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  1. 1. Developing transferable skills and enhancing employability through liaison interpreting F. Chouc French Teaching Fellow [email_address]
  2. 2. <ul><li>Liaison interpreting for business student : the activity placed in context </li></ul><ul><li>The class, its pedagogical use and the development of key transferable skills </li></ul><ul><li>From feed-back to self-assessment : a good basis for forward development </li></ul>
  3. 3. What is liaison interpreting ? <ul><li>The activity itself: </li></ul><ul><li>« an exercise in communication » (H. Keith), «  a means of developing the learner’s communicative competence » (R. Towell). </li></ul><ul><li>Setting : a dialogue staged between 2 teachers, communication managed by the students. </li></ul>
  4. 4. The activity in context <ul><li>Liaison interpreting as part of the IML course </li></ul><ul><li>- a course combining management modules and language modules </li></ul><ul><li>- 3rd year abroad , in a partner institution (business school) </li></ul><ul><li>- languages activities specifically designed for the IML course: case studies in 4th year </li></ul>
  5. 5. The activity in context <ul><li>Example of case-study : the wine industry   </li></ul><ul><li>fictive company created, with a basic scenario : the wine producers from Auvergne want to improve their brand image and expand sales. </li></ul><ul><li>Series of Spoken and written activities organised around the theme (marketing project, summary of related documents, etc …) </li></ul><ul><li>       </li></ul>
  6. 6. The activity in context <ul><li>simulation of business meeting between a representative of a British wine retailer and a representative of the Auvergne wine producers – students act as interpreters at this meeting. </li></ul><ul><li>Liaison interpreting often at the end of the case-study. </li></ul>
  7. 7. The activity in context <ul><li>Aims and objectives of the course : </li></ul>Address an audience in an appropriate manner. Manage face-to-face interaction. Develop the principal skills and practices associated with business situations requiring an advanced level of linguistic competence Divide attention (multi-tasking). Develop a critical understanding of intercultural and interlingual issues. Demonstrate some originality and creativity in dealing with professional level issues. ( http://www.sml.hw.ac.uk/undergraduate/modules/languages/c40/fj2.html )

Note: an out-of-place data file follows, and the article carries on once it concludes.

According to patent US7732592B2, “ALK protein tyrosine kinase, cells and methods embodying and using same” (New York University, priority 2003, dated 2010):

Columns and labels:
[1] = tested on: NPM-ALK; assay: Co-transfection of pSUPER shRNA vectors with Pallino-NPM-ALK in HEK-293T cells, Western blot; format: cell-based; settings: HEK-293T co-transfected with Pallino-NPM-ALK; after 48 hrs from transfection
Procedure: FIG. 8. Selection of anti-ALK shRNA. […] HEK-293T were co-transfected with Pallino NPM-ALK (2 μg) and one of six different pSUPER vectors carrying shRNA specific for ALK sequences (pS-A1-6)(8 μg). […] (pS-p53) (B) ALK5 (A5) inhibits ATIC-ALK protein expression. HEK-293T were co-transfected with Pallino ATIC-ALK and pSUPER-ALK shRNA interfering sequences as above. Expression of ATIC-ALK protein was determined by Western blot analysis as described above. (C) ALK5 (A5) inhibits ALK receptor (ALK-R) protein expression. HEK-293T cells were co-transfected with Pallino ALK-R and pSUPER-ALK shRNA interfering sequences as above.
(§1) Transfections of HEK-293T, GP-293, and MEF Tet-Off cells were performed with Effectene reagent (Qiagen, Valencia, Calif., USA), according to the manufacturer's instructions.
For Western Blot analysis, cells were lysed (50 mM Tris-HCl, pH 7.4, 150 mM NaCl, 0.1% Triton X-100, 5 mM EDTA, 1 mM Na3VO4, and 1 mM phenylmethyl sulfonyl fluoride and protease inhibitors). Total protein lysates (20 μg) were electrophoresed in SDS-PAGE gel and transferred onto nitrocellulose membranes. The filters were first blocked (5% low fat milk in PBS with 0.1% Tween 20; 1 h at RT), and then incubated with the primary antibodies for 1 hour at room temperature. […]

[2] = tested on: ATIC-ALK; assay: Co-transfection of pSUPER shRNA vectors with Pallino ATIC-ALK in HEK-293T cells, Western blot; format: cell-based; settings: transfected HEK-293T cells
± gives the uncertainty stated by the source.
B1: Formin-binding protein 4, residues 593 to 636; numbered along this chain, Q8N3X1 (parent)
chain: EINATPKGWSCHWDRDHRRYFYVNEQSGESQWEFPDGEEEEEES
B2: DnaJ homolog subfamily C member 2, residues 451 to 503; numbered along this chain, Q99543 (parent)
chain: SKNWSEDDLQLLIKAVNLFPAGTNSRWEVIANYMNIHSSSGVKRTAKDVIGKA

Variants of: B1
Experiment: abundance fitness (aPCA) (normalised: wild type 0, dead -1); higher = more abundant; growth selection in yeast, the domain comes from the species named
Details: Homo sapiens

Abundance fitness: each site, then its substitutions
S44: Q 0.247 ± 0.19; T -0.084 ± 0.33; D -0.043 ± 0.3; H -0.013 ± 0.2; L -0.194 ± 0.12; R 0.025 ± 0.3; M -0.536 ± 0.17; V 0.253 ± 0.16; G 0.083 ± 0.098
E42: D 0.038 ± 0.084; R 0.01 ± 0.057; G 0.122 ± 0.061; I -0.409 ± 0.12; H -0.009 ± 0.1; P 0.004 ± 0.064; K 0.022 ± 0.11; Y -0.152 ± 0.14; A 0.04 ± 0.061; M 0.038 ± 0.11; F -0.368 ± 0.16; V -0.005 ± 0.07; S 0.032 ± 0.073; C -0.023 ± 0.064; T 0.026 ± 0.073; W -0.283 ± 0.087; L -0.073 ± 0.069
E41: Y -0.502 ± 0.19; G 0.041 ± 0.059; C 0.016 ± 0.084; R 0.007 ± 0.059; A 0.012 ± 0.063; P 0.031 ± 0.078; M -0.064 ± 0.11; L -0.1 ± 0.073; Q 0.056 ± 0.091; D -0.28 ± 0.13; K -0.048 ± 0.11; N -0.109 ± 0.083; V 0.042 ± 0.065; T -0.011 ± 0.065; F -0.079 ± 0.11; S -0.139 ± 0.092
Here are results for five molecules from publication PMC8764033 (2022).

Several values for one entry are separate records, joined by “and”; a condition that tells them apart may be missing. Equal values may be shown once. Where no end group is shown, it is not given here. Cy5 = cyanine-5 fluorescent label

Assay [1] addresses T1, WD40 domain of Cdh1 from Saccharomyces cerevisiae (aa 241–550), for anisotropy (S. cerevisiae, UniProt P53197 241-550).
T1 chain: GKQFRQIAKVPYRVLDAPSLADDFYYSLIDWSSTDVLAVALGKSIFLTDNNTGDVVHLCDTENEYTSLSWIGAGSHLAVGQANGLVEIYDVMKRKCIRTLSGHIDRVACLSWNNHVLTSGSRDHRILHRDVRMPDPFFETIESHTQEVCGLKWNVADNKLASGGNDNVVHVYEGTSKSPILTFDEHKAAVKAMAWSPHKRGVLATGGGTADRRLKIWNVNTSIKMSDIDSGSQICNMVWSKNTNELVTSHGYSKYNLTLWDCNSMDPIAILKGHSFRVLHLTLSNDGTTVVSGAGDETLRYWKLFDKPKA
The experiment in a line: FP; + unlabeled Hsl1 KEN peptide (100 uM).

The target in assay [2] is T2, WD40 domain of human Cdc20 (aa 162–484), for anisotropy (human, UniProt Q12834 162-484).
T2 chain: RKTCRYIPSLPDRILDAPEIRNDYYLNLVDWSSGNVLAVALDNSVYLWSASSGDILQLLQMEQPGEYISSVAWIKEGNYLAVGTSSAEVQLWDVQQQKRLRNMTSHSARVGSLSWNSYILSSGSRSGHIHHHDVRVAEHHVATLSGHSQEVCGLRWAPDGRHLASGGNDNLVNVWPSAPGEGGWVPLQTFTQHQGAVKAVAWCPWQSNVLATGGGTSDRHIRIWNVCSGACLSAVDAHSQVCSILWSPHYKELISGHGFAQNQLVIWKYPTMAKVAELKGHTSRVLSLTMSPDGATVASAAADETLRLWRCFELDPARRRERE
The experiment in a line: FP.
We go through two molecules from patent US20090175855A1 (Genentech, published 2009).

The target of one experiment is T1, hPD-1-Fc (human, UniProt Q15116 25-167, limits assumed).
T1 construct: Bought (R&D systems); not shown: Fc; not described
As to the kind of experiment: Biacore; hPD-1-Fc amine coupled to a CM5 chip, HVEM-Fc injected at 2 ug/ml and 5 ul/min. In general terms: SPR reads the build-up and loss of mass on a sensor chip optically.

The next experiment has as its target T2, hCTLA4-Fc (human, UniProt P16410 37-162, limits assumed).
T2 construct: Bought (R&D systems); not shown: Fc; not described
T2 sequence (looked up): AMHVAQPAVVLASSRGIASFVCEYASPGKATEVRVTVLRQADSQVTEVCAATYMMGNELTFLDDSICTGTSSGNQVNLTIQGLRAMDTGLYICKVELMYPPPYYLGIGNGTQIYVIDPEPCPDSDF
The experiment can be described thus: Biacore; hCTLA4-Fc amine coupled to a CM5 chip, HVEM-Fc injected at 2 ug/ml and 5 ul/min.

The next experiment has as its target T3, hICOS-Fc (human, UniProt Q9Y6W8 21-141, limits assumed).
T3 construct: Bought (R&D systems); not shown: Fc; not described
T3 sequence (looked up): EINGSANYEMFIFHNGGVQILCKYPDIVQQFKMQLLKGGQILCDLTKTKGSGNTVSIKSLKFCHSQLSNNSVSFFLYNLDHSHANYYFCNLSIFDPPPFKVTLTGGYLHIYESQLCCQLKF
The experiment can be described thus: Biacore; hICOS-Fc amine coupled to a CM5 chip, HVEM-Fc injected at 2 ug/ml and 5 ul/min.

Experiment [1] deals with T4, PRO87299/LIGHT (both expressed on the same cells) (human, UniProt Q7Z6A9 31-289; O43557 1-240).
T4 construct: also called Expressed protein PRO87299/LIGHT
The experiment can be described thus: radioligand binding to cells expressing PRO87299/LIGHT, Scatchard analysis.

8. 8. The expectations of the market <ul><li>Key skills valued by employers (CIHE survey 2008, AGR survey 2008): </li></ul><ul><ul><ul><li>Communication </li></ul></ul></ul><ul><ul><ul><li>Team Working </li></ul></ul></ul><ul><ul><ul><li>Integrity </li></ul></ul></ul><ul><ul><ul><li>Intellect </li></ul></ul></ul><ul><ul><ul><li>Confidence </li></ul></ul></ul><ul><ul><ul><li>Personality </li></ul></ul></ul><ul><ul><ul><li>Planning & Organising </li></ul></ul></ul>
  9. 9. The expectations of the market <ul><li>The skills gap (CIHE survey 2008, AGR survey 2008): </li></ul><ul><ul><li>49% of employers are disappointed with graduates’ foreign language skills </li></ul></ul><ul><ul><li>86% of employers value good communication skills but are « disatisfied that graduates can express themselves effectively » </li></ul></ul><ul><ul><li>There is also a gap between the skills of graduates and expectations of employers for commercial awareness and analytical skills </li></ul></ul>
  10. 10. Using liaison interpreting to foster these skills <ul><li>Why make management students do liaison interpreting ? </li></ul><ul><li>A communication exercice </li></ul><ul><li>Adjusting the focus : business-related skills at the core of the activity </li></ul>